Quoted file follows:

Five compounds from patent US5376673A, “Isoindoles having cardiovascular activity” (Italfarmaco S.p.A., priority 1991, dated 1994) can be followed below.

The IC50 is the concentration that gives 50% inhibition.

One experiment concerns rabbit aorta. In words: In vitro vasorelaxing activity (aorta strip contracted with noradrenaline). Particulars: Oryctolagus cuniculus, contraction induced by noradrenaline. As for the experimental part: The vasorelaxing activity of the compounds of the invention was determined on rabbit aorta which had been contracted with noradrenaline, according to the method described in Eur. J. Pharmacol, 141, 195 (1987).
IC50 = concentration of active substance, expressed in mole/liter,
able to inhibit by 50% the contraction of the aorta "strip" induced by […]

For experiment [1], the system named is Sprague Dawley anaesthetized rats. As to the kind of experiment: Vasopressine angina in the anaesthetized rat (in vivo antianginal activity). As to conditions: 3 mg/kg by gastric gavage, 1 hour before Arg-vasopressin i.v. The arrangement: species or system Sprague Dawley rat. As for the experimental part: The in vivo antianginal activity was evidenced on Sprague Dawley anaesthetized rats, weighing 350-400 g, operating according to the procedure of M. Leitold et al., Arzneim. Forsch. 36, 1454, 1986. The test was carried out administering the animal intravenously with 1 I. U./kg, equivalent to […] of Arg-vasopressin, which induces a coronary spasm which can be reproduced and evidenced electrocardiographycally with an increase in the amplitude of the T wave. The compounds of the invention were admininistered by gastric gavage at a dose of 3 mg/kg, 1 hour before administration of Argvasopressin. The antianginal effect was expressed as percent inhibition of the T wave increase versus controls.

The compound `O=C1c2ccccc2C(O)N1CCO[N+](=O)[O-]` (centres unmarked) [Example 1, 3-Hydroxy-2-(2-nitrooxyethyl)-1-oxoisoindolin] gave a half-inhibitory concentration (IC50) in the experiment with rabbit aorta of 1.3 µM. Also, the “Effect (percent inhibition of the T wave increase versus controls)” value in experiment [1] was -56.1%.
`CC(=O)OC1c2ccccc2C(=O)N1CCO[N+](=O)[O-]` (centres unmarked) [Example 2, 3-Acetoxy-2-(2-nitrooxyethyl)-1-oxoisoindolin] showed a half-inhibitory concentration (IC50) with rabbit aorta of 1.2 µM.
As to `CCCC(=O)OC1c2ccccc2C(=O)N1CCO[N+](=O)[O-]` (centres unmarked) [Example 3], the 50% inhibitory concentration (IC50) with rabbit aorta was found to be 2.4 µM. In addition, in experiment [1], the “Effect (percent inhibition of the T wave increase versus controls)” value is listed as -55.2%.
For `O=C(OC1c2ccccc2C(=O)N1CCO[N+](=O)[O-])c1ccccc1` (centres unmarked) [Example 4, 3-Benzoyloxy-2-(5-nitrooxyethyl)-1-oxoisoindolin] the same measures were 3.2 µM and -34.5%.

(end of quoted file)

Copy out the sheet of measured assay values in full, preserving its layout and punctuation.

Five compounds from patent US5376673A, “Isoindoles having cardiovascular activity” (Italfarmaco S.p.A., priority 1991, dated 1994) can be followed below.

The IC50 is the concentration that gives 50% inhibition.

One experiment concerns rabbit aorta. In words: In vitro vasorelaxing activity (aorta strip contracted with noradrenaline). Particulars: Oryctolagus cuniculus, contraction induced by noradrenaline. As for the experimental part: The vasorelaxing activity of the compounds of the invention was determined on rabbit aorta which had been contracted with noradrenaline, according to the method described in Eur. J. Pharmacol, 141, 195 (1987).
IC50 = concentration of active substance, expressed in mole/liter,
able to inhibit by 50% the contraction of the aorta "strip" induced by […]

For experiment [1], the system named is Sprague Dawley anaesthetized rats. As to the kind of experiment: Vasopressine angina in the anaesthetized rat (in vivo antianginal activity). As to conditions: 3 mg/kg by gastric gavage, 1 hour before Arg-vasopressin i.v. The arrangement: species or system Sprague Dawley rat. As for the experimental part: The in vivo antianginal activity was evidenced on Sprague Dawley anaesthetized rats, weighing 350-400 g, operating according to the procedure of M. Leitold et al., Arzneim. Forsch. 36, 1454, 1986. The test was carried out administering the animal intravenously with 1 I. U./kg, equivalent to […] of Arg-vasopressin, which induces a coronary spasm which can be reproduced and evidenced electrocardiographycally with an increase in the amplitude of the T wave. The compounds of the invention were admininistered by gastric gavage at a dose of 3 mg/kg, 1 hour before administration of Argvasopressin. The antianginal effect was expressed as percent inhibition of the T wave increase versus controls.

The compound `O=C1c2ccccc2C(O)N1CCO[N+](=O)[O-]` (centres unmarked) [Example 1, 3-Hydroxy-2-(2-nitrooxyethyl)-1-oxoisoindolin] gave a half-inhibitory concentration (IC50) in the experiment with rabbit aorta of 1.3 µM. Also, the “Effect (percent inhibition of the T wave increase versus controls)” value in experiment [1] was -56.1%.
`CC(=O)OC1c2ccccc2C(=O)N1CCO[N+](=O)[O-]` (centres unmarked) [Example 2, 3-Acetoxy-2-(2-nitrooxyethyl)-1-oxoisoindolin] showed a half-inhibitory concentration (IC50) with rabbit aorta of 1.2 µM.
As to `CCCC(=O)OC1c2ccccc2C(=O)N1CCO[N+](=O)[O-]` (centres unmarked) [Example 3], the 50% inhibitory concentration (IC50) with rabbit aorta was found to be 2.4 µM. In addition, in experiment [1], the “Effect (percent inhibition of the T wave increase versus controls)” value is listed as -55.2%.
For `O=C(OC1c2ccccc2C(=O)N1CCO[N+](=O)[O-])c1ccccc1` (centres unmarked) [Example 4, 3-Benzoyloxy-2-(5-nitrooxyethyl)-1-oxoisoindolin] the same measures were 3.2 µM and -34.5%.